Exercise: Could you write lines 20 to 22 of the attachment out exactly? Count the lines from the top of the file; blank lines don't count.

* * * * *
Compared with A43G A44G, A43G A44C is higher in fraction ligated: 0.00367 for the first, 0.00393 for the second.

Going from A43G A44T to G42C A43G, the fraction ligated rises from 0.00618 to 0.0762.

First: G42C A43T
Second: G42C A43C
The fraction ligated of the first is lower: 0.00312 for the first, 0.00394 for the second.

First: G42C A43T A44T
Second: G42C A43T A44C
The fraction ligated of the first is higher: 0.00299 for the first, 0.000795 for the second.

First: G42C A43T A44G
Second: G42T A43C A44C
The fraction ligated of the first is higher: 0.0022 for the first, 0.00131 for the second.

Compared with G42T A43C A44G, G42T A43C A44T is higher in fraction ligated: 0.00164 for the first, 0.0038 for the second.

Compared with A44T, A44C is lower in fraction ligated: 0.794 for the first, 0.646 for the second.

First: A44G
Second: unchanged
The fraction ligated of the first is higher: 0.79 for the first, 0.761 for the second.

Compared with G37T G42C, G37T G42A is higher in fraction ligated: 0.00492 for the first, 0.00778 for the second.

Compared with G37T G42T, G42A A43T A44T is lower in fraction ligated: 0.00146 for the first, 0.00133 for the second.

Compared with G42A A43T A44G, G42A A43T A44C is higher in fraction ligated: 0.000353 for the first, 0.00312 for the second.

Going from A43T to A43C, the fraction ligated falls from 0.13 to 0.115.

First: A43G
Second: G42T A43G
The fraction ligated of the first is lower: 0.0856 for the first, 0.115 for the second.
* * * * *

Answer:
Going from A43T to A43C, the fraction ligated falls from 0.13 to 0.115.

First: A43G
Second: G42T A43G